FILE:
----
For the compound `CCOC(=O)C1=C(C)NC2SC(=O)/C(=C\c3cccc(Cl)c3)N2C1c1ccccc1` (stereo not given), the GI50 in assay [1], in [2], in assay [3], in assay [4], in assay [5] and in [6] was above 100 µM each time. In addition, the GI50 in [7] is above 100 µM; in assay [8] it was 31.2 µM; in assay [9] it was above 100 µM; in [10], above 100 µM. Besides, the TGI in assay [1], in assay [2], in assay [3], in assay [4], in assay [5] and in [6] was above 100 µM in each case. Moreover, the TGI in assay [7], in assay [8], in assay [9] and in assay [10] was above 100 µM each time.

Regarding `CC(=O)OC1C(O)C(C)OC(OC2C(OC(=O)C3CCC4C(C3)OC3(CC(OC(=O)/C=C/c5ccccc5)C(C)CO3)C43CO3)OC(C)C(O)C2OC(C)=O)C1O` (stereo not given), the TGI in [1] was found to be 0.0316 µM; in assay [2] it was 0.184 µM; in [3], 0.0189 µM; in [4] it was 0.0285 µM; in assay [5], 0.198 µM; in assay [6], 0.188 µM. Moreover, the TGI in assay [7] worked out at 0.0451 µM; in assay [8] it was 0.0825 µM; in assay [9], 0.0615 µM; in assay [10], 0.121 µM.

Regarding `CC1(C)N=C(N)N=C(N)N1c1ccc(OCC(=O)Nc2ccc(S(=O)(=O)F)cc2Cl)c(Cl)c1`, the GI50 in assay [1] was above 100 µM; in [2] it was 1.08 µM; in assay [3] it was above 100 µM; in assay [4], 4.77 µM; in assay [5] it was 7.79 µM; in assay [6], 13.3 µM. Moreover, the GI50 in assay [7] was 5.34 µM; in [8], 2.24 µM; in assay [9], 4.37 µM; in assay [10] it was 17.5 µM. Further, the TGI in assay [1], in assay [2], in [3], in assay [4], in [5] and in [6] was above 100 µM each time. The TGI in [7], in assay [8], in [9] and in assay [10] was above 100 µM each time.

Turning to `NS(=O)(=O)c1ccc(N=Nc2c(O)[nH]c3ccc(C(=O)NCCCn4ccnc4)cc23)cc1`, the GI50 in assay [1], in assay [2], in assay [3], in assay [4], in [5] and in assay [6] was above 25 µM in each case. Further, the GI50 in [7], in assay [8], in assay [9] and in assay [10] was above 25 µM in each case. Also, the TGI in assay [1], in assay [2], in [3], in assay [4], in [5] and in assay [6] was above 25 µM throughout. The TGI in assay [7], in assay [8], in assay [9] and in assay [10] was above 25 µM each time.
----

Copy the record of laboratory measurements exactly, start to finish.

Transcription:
For the compound `CCOC(=O)C1=C(C)NC2SC(=O)/C(=C\c3cccc(Cl)c3)N2C1c1ccccc1` (stereo not given), the GI50 in assay [1], in [2], in assay [3], in assay [4], in assay [5] and in [6] was above 100 µM each time. In addition, the GI50 in [7] is above 100 µM; in assay [8] it was 31.2 µM; in assay [9] it was above 100 µM; in [10], above 100 µM. Besides, the TGI in assay [1], in assay [2], in assay [3], in assay [4], in assay [5] and in [6] was above 100 µM in each case. Moreover, the TGI in assay [7], in assay [8], in assay [9] and in assay [10] was above 100 µM each time.

Regarding `CC(=O)OC1C(O)C(C)OC(OC2C(OC(=O)C3CCC4C(C3)OC3(CC(OC(=O)/C=C/c5ccccc5)C(C)CO3)C43CO3)OC(C)C(O)C2OC(C)=O)C1O` (stereo not given), the TGI in [1] was found to be 0.0316 µM; in assay [2] it was 0.184 µM; in [3], 0.0189 µM; in [4] it was 0.0285 µM; in assay [5], 0.198 µM; in assay [6], 0.188 µM. Moreover, the TGI in assay [7] worked out at 0.0451 µM; in assay [8] it was 0.0825 µM; in assay [9], 0.0615 µM; in assay [10], 0.121 µM.

Regarding `CC1(C)N=C(N)N=C(N)N1c1ccc(OCC(=O)Nc2ccc(S(=O)(=O)F)cc2Cl)c(Cl)c1`, the GI50 in assay [1] was above 100 µM; in [2] it was 1.08 µM; in assay [3] it was above 100 µM; in assay [4], 4.77 µM; in assay [5] it was 7.79 µM; in assay [6], 13.3 µM. Moreover, the GI50 in assay [7] was 5.34 µM; in [8], 2.24 µM; in assay [9], 4.37 µM; in assay [10] it was 17.5 µM. Further, the TGI in assay [1], in assay [2], in [3], in assay [4], in [5] and in [6] was above 100 µM each time. The TGI in [7], in assay [8], in [9] and in assay [10] was above 100 µM each time.

Turning to `NS(=O)(=O)c1ccc(N=Nc2c(O)[nH]c3ccc(C(=O)NCCCn4ccnc4)cc23)cc1`, the GI50 in assay [1], in assay [2], in assay [3], in assay [4], in [5] and in assay [6] was above 25 µM in each case. Further, the GI50 in [7], in assay [8], in assay [9] and in assay [10] was above 25 µM in each case. Also, the TGI in assay [1], in assay [2], in [3], in assay [4], in [5] and in assay [6] was above 25 µM throughout. The TGI in assay [7], in assay [8], in assay [9] and in assay [10] was above 25 µM each time.